Ford’s revolutionary aluminum-body F-150 pickup truck does well in most crash tests but is significantly more expensive to repair, according to an analysis by the Insurance Institute for Highway Safety.
That means buyers of the truck, the first to use the lighter-weight metal extensively, probably will pay more in out-of-pocket expenses after a crash and might ultimately have higher insurance premiums, the insurance trade group said.
The F-150 has been America’s bestselling vehicle for 33 consecutive years. The company has sold about 400,000, or about 4 percent of the autos sold so far this year.
The institute put the truck through a series of crash tests and found the vehicle’s performance varied, depending on the model.
The F-150 crew cab, which Ford calls the “SuperCrew,” posted “good” ratings for occupant protection in all five of the group’s crash tests. But while doing well in most of the tests, the smaller and lighter extended cab, or “SuperCab,” earned only a marginal rating for occupant protection in a small overlap front crash.
The test evaluates what happens when 25 percent of a vehicle’s front end on the driver’s side strikes a 5-foot-tall rigid barrier at 40 mph, with test dummies onboard. It simulates a wreck in which the front corner hits another car or solid object. Such crashes account for nearly a quarter of frontal crashes involving serious or fatal injury, according to the institute, and have been a difficult safety hurdle for many automakers.
“In a small overlap front crash like this, there’s no question you’d rather be driving the crew cab than the extended cab F-150,” said David Zuby, IIHS chief research officer.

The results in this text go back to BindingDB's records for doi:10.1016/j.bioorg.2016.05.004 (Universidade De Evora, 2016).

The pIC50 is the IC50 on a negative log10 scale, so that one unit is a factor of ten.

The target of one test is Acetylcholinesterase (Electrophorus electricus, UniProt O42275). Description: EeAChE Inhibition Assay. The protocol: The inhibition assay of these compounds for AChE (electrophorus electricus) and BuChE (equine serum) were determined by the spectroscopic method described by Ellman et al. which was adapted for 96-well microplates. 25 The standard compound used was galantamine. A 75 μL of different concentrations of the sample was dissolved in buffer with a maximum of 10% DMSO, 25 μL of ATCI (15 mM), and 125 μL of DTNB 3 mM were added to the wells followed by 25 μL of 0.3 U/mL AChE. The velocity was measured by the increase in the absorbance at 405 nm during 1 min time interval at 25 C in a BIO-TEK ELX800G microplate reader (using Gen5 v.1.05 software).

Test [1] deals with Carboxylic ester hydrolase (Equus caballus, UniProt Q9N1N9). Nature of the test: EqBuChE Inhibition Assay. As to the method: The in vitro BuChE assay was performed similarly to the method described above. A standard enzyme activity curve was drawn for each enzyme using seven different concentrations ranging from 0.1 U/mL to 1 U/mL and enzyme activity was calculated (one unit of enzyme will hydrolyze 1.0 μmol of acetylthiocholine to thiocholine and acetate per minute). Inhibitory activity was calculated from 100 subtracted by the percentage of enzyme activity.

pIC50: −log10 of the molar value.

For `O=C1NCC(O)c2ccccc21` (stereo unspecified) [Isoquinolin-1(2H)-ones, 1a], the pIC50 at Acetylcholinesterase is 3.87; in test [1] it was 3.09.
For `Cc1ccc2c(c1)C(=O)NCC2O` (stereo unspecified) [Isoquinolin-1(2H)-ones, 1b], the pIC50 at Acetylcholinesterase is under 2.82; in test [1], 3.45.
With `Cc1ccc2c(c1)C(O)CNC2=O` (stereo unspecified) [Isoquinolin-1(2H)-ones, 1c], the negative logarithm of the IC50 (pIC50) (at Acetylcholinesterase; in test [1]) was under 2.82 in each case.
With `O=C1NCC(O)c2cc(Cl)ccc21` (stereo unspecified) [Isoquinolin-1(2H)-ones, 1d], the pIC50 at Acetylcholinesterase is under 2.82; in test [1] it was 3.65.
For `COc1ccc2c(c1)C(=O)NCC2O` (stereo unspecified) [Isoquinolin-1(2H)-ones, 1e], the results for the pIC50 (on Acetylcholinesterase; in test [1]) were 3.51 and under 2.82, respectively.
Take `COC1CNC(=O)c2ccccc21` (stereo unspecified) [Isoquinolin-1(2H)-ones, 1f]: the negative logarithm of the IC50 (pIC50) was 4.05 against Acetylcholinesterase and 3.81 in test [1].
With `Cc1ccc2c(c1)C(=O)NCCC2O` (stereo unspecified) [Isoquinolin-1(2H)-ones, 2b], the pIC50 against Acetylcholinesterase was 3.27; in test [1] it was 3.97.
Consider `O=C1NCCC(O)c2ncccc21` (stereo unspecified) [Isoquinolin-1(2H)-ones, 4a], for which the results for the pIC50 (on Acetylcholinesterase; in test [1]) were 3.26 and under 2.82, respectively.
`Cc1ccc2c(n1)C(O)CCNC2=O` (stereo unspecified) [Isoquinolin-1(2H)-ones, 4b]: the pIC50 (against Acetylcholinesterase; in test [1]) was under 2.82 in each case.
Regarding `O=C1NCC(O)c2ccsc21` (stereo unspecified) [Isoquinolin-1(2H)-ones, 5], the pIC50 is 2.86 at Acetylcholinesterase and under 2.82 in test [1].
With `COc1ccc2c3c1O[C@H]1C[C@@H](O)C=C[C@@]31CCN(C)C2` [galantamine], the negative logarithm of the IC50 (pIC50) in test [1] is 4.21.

The difference results from how Ford constructs the truck models. It added structural elements to the crew cab’s front frame but didn’t do the same for the extended cab, according to the insurance group.
“That shortchanges buyers who might pick the extended cab thinking it offers the same protection in this type of crash as the crew cab,” Zuby said. “It doesn’t.”
In the test, portions of the extended cab model penetrated the passenger cabin. The toepan, parking brake and brake pedal pushed 10 to 13 inches toward the dummy, and the dashboard was jammed against its lower legs. The steering column was shoved back nearly 8 inches, coming “dangerously close to the dummy’s chest,” the group said. The dummy’s head brushed by the front air bag before sliding off to the left and hitting the instrument panel.
Ford defended the truck’s safety record, noting that it earned the top National Highway Traffic Safety Administration crash-test ratings in all configurations and is the only truck to have received that recognition from the government.
The automaker said it is addressing its poor performance in the small overlap front crash test, noting that the test was adopted as the truck was being designed.
“We addressed the IIHS small overlap front crash in the 2015 F-150 SuperCrew, which accounts for 83 percent of 2015 F-150 retail sales, and are adding countermeasures in the SuperCab and Regular Cab in the 2016 model-year,” said Mike Levine, a Ford spokesman.
Despite the small overlap test failure, the good ratings for the majority of the crash test demonstrate that aluminum trucks are just as safe as those built from steel, according to the insurance group.
“When people think of aluminum, they think of a soda can,” said Russ Rader, a spokesman for IIHS, “but there’s no question that you can make an aluminum-bodied car or truck just as safe as a steel-bodied one.”
Still, while the aluminum truck might be safe, it is considerably more expensive to fix than a steel version, the tests found.